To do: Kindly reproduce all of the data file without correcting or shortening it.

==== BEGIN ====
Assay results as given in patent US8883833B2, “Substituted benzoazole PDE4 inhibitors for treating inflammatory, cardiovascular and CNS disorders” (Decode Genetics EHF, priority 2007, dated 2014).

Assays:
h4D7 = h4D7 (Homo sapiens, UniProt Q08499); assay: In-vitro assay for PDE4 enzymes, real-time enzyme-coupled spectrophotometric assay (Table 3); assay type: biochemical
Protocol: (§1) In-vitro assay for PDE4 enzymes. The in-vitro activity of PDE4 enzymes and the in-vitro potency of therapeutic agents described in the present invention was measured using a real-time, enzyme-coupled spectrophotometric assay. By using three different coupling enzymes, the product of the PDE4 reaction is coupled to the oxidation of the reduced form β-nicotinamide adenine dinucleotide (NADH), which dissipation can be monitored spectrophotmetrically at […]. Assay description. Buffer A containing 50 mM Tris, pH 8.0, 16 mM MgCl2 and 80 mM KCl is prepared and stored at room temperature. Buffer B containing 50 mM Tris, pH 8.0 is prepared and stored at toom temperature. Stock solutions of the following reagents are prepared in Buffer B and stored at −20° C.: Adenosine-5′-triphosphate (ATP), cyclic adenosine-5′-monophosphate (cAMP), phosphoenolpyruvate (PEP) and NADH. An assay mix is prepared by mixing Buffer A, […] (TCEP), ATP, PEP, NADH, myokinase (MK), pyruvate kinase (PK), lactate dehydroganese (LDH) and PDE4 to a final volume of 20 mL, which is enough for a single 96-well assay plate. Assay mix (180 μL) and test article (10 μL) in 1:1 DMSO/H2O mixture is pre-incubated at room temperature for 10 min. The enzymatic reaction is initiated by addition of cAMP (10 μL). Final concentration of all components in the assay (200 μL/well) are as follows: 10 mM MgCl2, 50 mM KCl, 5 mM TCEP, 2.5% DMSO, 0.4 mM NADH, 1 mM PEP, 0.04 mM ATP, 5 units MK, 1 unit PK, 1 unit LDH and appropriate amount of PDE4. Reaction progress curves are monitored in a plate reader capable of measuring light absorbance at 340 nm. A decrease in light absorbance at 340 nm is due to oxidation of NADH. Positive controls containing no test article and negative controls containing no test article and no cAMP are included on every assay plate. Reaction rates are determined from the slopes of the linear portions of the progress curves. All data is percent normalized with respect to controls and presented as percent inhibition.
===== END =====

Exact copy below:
Assay results as given in patent US8883833B2, “Substituted benzoazole PDE4 inhibitors for treating inflammatory, cardiovascular and CNS disorders” (Decode Genetics EHF, priority 2007, dated 2014).

Assays:
h4D7 = h4D7 (Homo sapiens, UniProt Q08499); assay: In-vitro assay for PDE4 enzymes, real-time enzyme-coupled spectrophotometric assay (Table 3); assay type: biochemical
Protocol: (§1) In-vitro assay for PDE4 enzymes. The in-vitro activity of PDE4 enzymes and the in-vitro potency of therapeutic agents described in the present invention was measured using a real-time, enzyme-coupled spectrophotometric assay. By using three different coupling enzymes, the product of the PDE4 reaction is coupled to the oxidation of the reduced form β-nicotinamide adenine dinucleotide (NADH), which dissipation can be monitored spectrophotmetrically at […]. Assay description. Buffer A containing 50 mM Tris, pH 8.0, 16 mM MgCl2 and 80 mM KCl is prepared and stored at room temperature. Buffer B containing 50 mM Tris, pH 8.0 is prepared and stored at toom temperature. Stock solutions of the following reagents are prepared in Buffer B and stored at −20° C.: Adenosine-5′-triphosphate (ATP), cyclic adenosine-5′-monophosphate (cAMP), phosphoenolpyruvate (PEP) and NADH. An assay mix is prepared by mixing Buffer A, […] (TCEP), ATP, PEP, NADH, myokinase (MK), pyruvate kinase (PK), lactate dehydroganese (LDH) and PDE4 to a final volume of 20 mL, which is enough for a single 96-well assay plate. Assay mix (180 μL) and test article (10 μL) in 1:1 DMSO/H2O mixture is pre-incubated at room temperature for 10 min. The enzymatic reaction is initiated by addition of cAMP (10 μL). Final concentration of all components in the assay (200 μL/well) are as follows: 10 mM MgCl2, 50 mM KCl, 5 mM TCEP, 2.5% DMSO, 0.4 mM NADH, 1 mM PEP, 0.04 mM ATP, 5 units MK, 1 unit PK, 1 unit LDH and appropriate amount of PDE4. Reaction progress curves are monitored in a plate reader capable of measuring light absorbance at 340 nm. A decrease in light absorbance at 340 nm is due to oxidation of NADH. Positive controls containing no test article and negative controls containing no test article and no cAMP are included on every assay plate. Reaction rates are determined from the slopes of the linear portions of the progress curves. All data is percent normalized with respect to controls and presented as percent inhibition.